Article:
Well, here went nothing.
Dakota threaded the rope through two loops on the front of my harness and then showed me how to tie the knot (he said that I would be tying it myself next time—oh, yay. Because I wanted to be trusting my life to a knot that I had tied myself). Then I was off.
Let me just say for the record that rock climbing looks MUCH EASIER from the ground than it actually is. From the ground, you can see all sorts of nooks, crannies, bumps, and holes in the rock that look plenty big enough to hold on to. When you’re actually ON the rock, it looks like a smooth, slippery lump of clay that not even Spider-man could cling to. Or, sometimes, there will be a handhold, but it looks like only someone with arms like a gorilla could reach it. I swear, I started shouting, “Um, what do I do next?” when I was five feet off the ground.
“There’s a place for your left foot next to where your waist is now,” Dakota would say calmly, and I would look at the inch-deep spur of rock with deep distrust. THAT was going to hold me? Also, how was I supposed to get my foot all the way up there without dislocating my hip?
And then I would take a deep breath and somehow get my foot up there, and it would somehow stay without slipping off and plunging me to my early death.
“You got it. Keep dropping your heel,” Dakota would say.
Or I would put my hand in a giant hole on the side of the boot, only to find that the rock inside was as smooth as velvet, with nothing to grab onto.
“Twist your hand to jam it against the sides of the hole, and then you can put your weight on it.”
Oh, yeah. Sure.
But I would twist my hand until the fingers were kinda sorta maybe braced against the rock inside the hole, and I would lift my foot up, and miraculously everything would stay where it was supposed to be, and I would get my foot to another miniscule resting place, and then the whole process would start again.
After what seemed like an hour of me crawling painstakingly from one tiny foothold to the next, I reached the top of the Cowboy Boot. Okay. I was good. Could I come down now?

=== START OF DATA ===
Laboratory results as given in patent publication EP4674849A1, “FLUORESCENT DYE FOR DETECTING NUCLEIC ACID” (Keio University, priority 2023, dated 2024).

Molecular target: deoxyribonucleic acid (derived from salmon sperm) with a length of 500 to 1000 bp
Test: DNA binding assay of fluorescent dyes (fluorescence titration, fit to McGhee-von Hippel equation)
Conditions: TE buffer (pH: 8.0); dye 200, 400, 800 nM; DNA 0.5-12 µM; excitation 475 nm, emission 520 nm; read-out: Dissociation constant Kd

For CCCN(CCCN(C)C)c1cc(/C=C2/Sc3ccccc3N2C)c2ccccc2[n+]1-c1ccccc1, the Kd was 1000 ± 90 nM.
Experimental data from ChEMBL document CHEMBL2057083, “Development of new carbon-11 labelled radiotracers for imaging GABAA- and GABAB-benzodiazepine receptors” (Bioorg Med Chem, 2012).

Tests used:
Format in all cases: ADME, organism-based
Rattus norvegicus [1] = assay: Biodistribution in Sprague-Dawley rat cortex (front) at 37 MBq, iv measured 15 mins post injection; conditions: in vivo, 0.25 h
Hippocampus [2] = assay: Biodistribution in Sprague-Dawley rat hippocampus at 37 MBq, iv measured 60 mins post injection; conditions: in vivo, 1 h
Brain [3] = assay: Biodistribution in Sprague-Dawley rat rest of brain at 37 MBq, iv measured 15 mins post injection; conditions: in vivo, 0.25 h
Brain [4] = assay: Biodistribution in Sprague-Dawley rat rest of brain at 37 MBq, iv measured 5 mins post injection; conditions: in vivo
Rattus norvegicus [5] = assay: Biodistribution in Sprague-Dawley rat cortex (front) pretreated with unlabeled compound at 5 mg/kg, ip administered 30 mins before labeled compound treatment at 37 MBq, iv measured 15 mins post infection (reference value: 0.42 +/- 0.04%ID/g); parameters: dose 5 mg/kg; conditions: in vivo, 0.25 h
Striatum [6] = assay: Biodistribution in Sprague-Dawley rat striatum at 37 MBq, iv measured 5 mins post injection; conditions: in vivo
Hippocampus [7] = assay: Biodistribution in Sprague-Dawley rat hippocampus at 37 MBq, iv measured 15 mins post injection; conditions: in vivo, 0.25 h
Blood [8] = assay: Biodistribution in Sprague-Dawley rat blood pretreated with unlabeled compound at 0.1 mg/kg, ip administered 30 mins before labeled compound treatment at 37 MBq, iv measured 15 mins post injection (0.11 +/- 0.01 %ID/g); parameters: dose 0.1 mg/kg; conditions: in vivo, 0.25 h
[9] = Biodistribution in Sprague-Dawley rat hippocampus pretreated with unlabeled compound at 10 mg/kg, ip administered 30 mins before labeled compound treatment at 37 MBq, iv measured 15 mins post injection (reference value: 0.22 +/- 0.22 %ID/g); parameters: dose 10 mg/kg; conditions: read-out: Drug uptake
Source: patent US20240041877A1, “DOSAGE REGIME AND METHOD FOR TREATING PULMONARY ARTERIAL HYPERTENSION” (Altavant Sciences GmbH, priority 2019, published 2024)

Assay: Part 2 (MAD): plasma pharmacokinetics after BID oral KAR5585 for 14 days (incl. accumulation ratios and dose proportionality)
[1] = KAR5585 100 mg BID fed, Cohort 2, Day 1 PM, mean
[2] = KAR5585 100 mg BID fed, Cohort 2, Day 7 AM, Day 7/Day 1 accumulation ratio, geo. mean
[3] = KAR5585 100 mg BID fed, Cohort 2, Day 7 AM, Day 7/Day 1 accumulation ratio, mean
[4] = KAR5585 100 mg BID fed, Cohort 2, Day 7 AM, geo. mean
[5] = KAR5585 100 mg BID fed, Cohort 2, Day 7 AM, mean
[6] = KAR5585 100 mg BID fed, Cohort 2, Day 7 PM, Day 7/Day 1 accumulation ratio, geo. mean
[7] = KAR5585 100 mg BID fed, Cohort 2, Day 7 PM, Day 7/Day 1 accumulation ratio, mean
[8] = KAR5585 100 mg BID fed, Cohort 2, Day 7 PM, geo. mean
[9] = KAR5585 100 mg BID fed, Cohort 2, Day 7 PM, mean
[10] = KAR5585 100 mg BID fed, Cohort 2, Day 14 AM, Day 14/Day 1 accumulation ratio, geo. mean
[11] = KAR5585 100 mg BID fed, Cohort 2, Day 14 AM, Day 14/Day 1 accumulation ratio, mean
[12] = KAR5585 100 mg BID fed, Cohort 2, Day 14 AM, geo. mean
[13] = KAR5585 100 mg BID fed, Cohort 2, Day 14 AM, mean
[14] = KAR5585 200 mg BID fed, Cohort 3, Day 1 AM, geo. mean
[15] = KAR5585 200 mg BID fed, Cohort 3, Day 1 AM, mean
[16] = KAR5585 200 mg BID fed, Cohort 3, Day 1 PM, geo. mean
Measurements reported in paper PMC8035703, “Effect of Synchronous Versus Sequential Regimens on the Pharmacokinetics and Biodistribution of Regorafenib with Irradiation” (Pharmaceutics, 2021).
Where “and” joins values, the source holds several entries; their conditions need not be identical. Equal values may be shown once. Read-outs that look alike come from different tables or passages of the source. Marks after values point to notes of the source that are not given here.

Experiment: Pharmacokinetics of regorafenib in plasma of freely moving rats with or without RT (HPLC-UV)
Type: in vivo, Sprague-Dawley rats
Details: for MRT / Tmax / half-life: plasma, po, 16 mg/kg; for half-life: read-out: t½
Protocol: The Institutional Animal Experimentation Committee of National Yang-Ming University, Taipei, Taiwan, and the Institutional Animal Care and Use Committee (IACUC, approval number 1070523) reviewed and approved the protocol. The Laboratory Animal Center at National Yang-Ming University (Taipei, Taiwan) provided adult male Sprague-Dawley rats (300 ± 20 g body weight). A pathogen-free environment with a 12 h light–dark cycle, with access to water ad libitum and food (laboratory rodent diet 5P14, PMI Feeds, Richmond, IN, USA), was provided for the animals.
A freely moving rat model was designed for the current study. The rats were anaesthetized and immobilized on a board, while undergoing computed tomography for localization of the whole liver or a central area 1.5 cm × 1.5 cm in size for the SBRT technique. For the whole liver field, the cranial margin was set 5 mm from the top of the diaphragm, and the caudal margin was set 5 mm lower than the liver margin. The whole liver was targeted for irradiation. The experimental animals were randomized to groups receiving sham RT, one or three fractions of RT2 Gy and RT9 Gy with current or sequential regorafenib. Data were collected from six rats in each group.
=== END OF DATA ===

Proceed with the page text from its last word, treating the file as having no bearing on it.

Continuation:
But Dean Jr. and my friend had both reached the carabiner, and I didn’t want to be a weenie.
The top of the Cowboy Boot was flat and probably four feet across. Next to the tiny ledges I’d been using, it seemed like a broad plain. I felt safe and secure for the first time in ages (well, minutes, but it seemed like ages). The rock face I was supposed to climb now was pretty close to vertical (or that’s how it looked to me, anyway), and the first sticky-out bit of any kind that I could see was maybe eight feet above my head.
Eep! No wonder Dean and my friend had both asked for help here.
I remembered exactly what Dakota had told them, and I tried to do what he’d said without asking again, but panic did a little tap dance in my stomach and I blurted out, “I don’t know what to do!”
I’m pretty sure my voice, unlike Dean’s, came out all squeaky and terrified. Geez.
“Reach up above your head with your right hand,” Dakota said, “and find the biggest ledge you can with your fingers.”
I reached up with my right hand and felt around. There were no ledges. There was a kind of bump. That was all.
I put my hand on the bump. Maybe when I found a foothold, the handhold would feel better…?
“Now put your right foot up on the rock near where your knee is right now.”